Regional TV is often asked how it might adapt the business model to better compete. To do so, we need access to the digital rights to entertainment content, but we are blocked from participating in those rights which are secured exclusively by the metro broadcasters, including the two government broadcasters, for their own exploitation via the internet. So we are left to hoe our patch.
Prime, Southern Cross Austereo and WIN have provided government with an industry plan which is sustainable, self-funded and will secure the future of an independent media focused on the needs of regional communities. Government and opposition MPs, federal and state, have acknowledged the limitations and failures of the current regulatory framework. Many parliamentarians reside in regional communities. They value regional media and recognise the need for reform of media legislation, but have not collectively advocated for change.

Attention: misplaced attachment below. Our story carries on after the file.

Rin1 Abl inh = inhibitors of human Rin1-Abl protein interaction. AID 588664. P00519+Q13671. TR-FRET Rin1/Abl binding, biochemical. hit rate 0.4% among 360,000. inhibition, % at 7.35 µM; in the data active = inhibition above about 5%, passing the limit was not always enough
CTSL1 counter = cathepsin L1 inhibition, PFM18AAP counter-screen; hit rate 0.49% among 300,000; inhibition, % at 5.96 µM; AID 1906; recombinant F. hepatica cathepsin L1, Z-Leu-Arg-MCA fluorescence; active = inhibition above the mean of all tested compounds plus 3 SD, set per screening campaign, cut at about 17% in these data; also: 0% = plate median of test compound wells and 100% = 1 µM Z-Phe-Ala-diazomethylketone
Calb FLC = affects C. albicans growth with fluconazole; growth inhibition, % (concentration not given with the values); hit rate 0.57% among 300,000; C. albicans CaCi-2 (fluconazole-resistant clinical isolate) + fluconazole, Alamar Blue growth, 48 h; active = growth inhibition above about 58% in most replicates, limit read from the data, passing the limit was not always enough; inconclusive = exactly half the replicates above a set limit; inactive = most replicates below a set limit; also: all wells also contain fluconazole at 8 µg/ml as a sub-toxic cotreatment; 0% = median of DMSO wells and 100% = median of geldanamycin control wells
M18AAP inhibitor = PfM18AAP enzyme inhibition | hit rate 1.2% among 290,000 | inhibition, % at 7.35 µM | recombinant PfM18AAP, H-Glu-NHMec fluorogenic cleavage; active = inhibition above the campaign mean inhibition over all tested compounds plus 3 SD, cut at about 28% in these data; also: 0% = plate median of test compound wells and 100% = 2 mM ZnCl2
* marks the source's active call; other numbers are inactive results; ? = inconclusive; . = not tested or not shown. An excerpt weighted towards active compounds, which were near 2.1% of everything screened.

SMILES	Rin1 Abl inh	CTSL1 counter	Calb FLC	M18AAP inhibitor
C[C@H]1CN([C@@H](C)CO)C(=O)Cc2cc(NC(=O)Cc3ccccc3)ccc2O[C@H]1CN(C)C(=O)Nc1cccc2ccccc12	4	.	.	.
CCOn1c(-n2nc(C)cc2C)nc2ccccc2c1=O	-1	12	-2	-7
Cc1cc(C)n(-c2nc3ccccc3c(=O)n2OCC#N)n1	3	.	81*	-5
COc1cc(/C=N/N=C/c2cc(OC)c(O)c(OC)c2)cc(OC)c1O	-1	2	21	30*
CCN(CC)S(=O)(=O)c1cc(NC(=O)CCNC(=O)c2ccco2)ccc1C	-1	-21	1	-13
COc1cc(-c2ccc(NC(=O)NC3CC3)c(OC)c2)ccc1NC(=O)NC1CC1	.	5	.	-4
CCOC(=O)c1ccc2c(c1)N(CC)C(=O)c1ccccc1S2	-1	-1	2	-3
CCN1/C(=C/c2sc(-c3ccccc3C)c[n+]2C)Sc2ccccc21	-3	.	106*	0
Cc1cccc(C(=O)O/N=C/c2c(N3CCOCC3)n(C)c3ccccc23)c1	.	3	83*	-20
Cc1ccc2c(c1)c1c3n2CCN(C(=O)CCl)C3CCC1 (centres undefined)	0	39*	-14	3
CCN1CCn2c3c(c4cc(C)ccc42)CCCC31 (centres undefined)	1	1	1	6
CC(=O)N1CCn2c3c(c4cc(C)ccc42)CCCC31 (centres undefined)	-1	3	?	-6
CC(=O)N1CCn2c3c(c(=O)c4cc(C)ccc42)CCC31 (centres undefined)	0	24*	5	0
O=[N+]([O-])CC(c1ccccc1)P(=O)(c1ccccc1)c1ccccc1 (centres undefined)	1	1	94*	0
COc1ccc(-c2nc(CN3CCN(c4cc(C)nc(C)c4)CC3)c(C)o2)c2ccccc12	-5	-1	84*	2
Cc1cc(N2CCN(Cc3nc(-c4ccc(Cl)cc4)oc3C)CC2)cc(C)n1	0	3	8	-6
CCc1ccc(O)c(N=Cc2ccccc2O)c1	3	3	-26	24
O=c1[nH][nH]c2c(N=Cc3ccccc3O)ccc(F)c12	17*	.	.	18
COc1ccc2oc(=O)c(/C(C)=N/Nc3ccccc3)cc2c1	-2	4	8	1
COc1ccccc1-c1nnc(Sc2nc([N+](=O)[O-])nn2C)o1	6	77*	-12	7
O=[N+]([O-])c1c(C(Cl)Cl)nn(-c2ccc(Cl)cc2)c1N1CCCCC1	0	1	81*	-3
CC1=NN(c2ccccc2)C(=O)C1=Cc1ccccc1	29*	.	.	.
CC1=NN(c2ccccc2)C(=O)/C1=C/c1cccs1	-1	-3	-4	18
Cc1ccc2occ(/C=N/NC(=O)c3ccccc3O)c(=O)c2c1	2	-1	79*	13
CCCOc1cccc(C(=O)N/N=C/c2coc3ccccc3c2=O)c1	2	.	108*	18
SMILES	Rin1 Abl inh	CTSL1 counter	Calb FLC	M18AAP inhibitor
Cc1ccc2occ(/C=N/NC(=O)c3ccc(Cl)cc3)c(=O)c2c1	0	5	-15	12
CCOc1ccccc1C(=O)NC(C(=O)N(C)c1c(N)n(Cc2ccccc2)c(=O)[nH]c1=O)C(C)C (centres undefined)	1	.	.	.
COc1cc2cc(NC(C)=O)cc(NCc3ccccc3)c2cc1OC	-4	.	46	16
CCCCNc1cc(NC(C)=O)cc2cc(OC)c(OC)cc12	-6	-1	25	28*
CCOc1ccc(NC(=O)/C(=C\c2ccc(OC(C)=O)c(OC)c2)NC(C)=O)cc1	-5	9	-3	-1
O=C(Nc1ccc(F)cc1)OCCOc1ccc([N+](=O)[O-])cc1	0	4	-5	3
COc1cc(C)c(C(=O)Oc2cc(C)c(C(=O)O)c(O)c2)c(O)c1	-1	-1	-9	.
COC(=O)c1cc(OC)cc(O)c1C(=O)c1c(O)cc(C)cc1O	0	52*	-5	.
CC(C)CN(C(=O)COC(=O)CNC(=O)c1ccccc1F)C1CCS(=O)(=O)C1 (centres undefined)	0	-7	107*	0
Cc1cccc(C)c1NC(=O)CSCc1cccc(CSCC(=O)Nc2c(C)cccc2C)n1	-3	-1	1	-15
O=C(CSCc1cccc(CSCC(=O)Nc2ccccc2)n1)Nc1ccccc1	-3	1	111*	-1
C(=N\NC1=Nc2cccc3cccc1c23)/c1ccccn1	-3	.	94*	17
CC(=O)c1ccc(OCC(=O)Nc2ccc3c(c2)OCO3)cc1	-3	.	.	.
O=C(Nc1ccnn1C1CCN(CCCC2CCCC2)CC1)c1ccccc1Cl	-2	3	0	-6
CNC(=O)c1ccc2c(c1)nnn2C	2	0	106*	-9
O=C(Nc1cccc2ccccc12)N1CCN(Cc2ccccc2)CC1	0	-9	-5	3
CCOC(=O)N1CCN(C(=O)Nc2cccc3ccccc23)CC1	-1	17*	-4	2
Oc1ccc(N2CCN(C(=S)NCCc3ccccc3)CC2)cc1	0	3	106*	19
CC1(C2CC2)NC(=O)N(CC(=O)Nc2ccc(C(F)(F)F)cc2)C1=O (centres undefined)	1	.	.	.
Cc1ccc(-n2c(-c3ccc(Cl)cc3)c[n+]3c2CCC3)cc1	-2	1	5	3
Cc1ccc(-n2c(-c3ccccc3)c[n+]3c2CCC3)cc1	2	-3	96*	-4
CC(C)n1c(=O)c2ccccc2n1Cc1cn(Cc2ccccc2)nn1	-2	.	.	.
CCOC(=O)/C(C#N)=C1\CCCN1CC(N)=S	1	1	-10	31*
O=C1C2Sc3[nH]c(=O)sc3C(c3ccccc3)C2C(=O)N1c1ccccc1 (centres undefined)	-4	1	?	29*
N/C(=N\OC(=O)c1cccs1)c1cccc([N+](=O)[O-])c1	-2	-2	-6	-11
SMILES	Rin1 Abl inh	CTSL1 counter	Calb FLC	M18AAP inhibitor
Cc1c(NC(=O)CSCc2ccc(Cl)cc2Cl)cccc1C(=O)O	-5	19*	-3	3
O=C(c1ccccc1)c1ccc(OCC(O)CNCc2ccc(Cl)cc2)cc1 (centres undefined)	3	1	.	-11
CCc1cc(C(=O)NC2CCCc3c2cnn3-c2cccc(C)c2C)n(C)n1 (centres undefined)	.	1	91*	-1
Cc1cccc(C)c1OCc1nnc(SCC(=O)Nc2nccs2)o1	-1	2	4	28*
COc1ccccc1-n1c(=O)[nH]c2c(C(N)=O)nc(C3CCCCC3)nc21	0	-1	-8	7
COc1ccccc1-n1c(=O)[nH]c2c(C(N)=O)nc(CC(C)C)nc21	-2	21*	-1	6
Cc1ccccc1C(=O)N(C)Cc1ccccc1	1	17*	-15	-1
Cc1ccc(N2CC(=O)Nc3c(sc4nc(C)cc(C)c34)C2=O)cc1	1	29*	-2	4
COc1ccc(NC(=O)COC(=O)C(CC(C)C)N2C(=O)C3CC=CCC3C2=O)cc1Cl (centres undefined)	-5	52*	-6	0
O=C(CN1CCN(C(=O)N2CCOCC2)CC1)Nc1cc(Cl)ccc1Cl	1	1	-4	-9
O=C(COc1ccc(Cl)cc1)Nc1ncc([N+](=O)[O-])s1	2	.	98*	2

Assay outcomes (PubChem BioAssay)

More than 12 months on from submitting a plan to the federal government, no definitive action has been taken. The decline in regional media will accelerate as the effects of the pandemic are felt across regional communities. Without immediate action, it is inevitable that more communities will lose their newspapers, TV news bulletins and media support for community endeavours - leaving many disconnected.
If regional Australian voices are to be maintained we need an equitable market, one where the "voices test" is based on market participation, not modes of distribution and delivery to the audience; a marketplace where we can effectively compete with some of the biggest and richest media companies in Australia and the world.
The industry stands ready to work with government to assess the impact of adding digital platforms to the "voices test" and to measure the impact of an overhaul of 30-year-old broadcast media regulations that perpetuate market inequities.
- Ian Audsley is CEO of Prime Media Group Limited. Interests associated with ACM, publisher of this newspaper, are major shareholders in Prime.